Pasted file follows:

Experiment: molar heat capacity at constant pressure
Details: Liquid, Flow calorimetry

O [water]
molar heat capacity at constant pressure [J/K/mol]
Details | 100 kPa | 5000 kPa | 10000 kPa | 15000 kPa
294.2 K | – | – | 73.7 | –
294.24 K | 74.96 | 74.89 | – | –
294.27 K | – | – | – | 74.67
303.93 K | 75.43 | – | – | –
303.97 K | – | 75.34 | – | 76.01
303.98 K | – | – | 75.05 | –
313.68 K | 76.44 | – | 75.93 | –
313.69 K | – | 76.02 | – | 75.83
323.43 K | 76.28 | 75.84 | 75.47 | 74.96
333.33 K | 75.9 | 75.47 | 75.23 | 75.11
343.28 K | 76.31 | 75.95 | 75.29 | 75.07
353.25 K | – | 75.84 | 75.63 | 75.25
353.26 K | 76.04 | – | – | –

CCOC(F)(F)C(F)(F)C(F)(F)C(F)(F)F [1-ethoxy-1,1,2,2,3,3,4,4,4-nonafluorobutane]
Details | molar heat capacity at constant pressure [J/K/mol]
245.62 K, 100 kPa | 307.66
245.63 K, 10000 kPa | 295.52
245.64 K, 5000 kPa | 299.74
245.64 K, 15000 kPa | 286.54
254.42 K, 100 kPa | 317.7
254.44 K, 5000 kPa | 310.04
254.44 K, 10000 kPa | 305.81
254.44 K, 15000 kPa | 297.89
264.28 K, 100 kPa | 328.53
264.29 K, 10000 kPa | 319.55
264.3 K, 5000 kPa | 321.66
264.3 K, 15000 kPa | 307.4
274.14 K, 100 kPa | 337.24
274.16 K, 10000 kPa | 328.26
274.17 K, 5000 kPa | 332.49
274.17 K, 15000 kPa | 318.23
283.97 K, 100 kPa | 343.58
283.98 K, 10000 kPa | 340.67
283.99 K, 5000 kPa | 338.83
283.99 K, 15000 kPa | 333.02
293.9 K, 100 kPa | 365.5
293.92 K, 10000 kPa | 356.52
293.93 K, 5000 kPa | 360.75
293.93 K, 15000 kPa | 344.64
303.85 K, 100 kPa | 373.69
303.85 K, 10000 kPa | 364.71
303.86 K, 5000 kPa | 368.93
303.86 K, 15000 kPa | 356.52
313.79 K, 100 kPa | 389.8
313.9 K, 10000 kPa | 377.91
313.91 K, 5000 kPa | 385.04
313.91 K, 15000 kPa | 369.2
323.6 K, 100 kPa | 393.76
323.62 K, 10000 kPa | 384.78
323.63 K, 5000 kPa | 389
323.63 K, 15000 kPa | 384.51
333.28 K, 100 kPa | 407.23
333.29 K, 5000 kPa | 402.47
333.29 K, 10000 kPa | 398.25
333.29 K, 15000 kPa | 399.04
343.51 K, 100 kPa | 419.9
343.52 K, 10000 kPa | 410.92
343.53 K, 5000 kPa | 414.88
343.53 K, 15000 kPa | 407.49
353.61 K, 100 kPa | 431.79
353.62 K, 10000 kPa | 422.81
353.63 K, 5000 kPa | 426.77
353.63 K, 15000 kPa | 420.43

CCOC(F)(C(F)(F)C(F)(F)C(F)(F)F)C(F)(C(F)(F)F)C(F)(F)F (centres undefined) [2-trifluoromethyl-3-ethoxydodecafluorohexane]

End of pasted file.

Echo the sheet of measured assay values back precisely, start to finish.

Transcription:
Experiment: molar heat capacity at constant pressure
Details: Liquid, Flow calorimetry

O [water]
molar heat capacity at constant pressure [J/K/mol]
Details | 100 kPa | 5000 kPa | 10000 kPa | 15000 kPa
294.2 K | – | – | 73.7 | –
294.24 K | 74.96 | 74.89 | – | –
294.27 K | – | – | – | 74.67
303.93 K | 75.43 | – | – | –
303.97 K | – | 75.34 | – | 76.01
303.98 K | – | – | 75.05 | –
313.68 K | 76.44 | – | 75.93 | –
313.69 K | – | 76.02 | – | 75.83
323.43 K | 76.28 | 75.84 | 75.47 | 74.96
333.33 K | 75.9 | 75.47 | 75.23 | 75.11
343.28 K | 76.31 | 75.95 | 75.29 | 75.07
353.25 K | – | 75.84 | 75.63 | 75.25
353.26 K | 76.04 | – | – | –

CCOC(F)(F)C(F)(F)C(F)(F)C(F)(F)F [1-ethoxy-1,1,2,2,3,3,4,4,4-nonafluorobutane]
Details | molar heat capacity at constant pressure [J/K/mol]
245.62 K, 100 kPa | 307.66
245.63 K, 10000 kPa | 295.52
245.64 K, 5000 kPa | 299.74
245.64 K, 15000 kPa | 286.54
254.42 K, 100 kPa | 317.7
254.44 K, 5000 kPa | 310.04
254.44 K, 10000 kPa | 305.81
254.44 K, 15000 kPa | 297.89
264.28 K, 100 kPa | 328.53
264.29 K, 10000 kPa | 319.55
264.3 K, 5000 kPa | 321.66
264.3 K, 15000 kPa | 307.4
274.14 K, 100 kPa | 337.24
274.16 K, 10000 kPa | 328.26
274.17 K, 5000 kPa | 332.49
274.17 K, 15000 kPa | 318.23
283.97 K, 100 kPa | 343.58
283.98 K, 10000 kPa | 340.67
283.99 K, 5000 kPa | 338.83
283.99 K, 15000 kPa | 333.02
293.9 K, 100 kPa | 365.5
293.92 K, 10000 kPa | 356.52
293.93 K, 5000 kPa | 360.75
293.93 K, 15000 kPa | 344.64
303.85 K, 100 kPa | 373.69
303.85 K, 10000 kPa | 364.71
303.86 K, 5000 kPa | 368.93
303.86 K, 15000 kPa | 356.52
313.79 K, 100 kPa | 389.8
313.9 K, 10000 kPa | 377.91
313.91 K, 5000 kPa | 385.04
313.91 K, 15000 kPa | 369.2
323.6 K, 100 kPa | 393.76
323.62 K, 10000 kPa | 384.78
323.63 K, 5000 kPa | 389
323.63 K, 15000 kPa | 384.51
333.28 K, 100 kPa | 407.23
333.29 K, 5000 kPa | 402.47
333.29 K, 10000 kPa | 398.25
333.29 K, 15000 kPa | 399.04
343.51 K, 100 kPa | 419.9
343.52 K, 10000 kPa | 410.92
343.53 K, 5000 kPa | 414.88
343.53 K, 15000 kPa | 407.49
353.61 K, 100 kPa | 431.79
353.62 K, 10000 kPa | 422.81
353.63 K, 5000 kPa | 426.77
353.63 K, 15000 kPa | 420.43

CCOC(F)(C(F)(F)C(F)(F)C(F)(F)F)C(F)(C(F)(F)F)C(F)(F)F (centres undefined) [2-trifluoromethyl-3-ethoxydodecafluorohexane]